From press release:
As an increasing percentage of older Americans are in the labor force, the trend toward more full-time, full-year work among older workers occurs across virtually every demographic group, according to an article published today by the nonpartisan Employee Benefit Research Institute (EBRI).
These trends mark a significant change in behavior for individuals age 55 and older, the article says, and are likely driven by their need to obtain affordable employment-based health insurance (as opposed to unaffordable or unavailable coverage in the individual market) and the need to continue to accumulate savings in employment-based defined contribution retirement plans.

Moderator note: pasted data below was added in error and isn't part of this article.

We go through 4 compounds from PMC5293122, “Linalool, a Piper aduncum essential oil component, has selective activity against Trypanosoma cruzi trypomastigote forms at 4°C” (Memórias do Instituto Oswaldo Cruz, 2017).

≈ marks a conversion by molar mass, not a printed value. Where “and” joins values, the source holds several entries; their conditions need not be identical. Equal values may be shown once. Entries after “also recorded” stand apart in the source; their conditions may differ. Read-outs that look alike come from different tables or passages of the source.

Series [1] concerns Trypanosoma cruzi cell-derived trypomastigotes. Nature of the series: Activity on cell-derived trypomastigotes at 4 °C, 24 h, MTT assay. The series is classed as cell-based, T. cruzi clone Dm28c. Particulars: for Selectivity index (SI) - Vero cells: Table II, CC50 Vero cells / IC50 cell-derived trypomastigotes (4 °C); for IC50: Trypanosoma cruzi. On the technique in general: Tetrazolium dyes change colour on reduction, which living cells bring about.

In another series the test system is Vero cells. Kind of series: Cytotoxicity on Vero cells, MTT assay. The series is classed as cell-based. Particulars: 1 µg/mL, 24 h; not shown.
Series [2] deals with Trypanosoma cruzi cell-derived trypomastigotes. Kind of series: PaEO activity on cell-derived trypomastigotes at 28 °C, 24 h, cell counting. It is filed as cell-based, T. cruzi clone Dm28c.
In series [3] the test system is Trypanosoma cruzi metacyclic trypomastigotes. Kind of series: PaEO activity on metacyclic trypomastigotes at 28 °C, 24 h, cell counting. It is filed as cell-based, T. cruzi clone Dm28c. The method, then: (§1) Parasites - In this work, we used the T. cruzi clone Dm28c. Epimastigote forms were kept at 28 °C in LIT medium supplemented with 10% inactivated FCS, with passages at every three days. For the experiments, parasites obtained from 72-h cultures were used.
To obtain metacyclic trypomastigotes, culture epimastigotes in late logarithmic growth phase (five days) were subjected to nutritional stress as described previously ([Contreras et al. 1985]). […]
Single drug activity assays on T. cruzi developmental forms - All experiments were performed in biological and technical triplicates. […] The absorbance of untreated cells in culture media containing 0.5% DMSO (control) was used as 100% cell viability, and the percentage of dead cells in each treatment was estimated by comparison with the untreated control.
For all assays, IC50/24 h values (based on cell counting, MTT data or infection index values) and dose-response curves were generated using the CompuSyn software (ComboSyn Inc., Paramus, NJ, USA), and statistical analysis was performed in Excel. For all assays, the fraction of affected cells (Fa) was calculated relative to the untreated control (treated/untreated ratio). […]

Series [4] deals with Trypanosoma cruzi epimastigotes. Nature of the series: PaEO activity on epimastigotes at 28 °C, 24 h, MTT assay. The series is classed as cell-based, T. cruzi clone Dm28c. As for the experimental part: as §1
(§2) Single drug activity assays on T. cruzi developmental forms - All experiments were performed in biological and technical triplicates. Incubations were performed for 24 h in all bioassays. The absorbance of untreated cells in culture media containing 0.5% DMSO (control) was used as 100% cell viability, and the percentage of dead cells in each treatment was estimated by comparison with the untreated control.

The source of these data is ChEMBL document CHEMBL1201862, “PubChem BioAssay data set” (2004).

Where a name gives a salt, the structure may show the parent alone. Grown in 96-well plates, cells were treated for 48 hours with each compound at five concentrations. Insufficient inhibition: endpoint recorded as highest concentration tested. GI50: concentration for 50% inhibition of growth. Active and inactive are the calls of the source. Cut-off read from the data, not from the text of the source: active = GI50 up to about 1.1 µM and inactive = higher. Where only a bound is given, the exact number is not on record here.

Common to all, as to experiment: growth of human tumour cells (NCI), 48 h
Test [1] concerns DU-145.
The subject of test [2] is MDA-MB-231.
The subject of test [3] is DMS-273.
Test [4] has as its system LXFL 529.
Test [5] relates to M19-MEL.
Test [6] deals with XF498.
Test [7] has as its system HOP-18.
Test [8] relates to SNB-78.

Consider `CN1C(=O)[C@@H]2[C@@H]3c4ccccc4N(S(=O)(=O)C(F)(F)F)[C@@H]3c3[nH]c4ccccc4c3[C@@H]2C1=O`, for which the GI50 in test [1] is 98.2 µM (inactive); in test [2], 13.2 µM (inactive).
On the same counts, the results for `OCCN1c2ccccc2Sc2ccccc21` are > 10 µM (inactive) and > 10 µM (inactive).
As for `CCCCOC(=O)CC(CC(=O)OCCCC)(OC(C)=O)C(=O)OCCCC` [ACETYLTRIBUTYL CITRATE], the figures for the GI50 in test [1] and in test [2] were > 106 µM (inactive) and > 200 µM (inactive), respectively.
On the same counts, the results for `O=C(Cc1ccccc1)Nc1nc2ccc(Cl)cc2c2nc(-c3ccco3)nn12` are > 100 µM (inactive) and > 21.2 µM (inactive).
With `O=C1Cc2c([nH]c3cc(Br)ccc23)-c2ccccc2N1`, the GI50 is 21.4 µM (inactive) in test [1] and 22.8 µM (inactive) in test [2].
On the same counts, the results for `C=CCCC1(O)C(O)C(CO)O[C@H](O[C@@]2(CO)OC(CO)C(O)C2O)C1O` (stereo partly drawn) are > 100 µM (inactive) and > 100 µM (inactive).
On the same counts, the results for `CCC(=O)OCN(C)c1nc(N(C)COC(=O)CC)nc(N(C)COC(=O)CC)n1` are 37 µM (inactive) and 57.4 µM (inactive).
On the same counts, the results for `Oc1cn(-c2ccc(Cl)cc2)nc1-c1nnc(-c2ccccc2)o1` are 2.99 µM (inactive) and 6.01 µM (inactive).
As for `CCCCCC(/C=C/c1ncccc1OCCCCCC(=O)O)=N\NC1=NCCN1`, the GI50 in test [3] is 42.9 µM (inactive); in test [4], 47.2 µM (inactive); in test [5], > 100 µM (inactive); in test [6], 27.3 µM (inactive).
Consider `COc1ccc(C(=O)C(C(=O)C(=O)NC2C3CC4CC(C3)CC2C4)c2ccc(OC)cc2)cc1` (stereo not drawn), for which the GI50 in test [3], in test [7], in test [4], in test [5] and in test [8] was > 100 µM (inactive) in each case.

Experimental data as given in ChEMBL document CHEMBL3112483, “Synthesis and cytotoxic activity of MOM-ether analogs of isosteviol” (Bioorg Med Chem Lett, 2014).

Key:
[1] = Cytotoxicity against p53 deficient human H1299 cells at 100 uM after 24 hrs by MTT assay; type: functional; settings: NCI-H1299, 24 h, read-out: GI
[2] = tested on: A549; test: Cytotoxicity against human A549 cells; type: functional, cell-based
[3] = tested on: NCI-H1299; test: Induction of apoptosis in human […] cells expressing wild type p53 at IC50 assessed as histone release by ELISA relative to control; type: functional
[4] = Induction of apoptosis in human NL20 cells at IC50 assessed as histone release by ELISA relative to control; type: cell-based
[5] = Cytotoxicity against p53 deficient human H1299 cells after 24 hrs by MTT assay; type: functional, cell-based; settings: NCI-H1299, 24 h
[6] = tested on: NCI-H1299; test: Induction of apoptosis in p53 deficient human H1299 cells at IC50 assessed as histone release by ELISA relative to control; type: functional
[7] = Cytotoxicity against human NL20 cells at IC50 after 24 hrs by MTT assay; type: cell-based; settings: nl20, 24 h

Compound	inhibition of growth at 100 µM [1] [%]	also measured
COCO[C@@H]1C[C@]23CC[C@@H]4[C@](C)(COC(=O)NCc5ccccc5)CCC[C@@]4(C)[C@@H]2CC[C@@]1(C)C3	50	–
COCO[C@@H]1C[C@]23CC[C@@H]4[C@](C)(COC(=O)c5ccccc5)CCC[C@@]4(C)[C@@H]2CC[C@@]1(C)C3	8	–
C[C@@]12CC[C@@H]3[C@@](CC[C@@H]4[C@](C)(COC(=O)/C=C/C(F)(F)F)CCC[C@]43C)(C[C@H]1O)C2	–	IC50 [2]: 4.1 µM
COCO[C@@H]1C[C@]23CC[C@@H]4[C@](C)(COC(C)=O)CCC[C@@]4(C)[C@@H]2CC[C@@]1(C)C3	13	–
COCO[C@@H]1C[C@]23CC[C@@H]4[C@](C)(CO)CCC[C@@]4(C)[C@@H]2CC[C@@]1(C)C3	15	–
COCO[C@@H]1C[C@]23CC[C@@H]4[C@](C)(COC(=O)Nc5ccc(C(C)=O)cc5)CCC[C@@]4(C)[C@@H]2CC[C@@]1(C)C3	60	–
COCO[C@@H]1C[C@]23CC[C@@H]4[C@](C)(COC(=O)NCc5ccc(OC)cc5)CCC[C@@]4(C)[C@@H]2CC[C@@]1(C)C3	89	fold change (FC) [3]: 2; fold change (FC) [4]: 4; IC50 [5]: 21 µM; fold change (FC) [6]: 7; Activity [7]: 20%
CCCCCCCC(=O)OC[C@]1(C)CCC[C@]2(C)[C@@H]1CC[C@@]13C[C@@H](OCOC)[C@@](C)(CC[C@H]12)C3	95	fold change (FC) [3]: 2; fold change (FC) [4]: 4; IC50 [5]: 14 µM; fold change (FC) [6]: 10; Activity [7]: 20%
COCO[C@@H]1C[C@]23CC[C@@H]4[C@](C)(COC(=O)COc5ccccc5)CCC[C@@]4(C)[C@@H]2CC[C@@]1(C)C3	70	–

Source: James R. Shanks, The Public Manager, Vol. 36 no. 2, Summer 2007
Despite a slow start, federal agencies increasingly embrace the business and work-life benefits of toiling outside the office.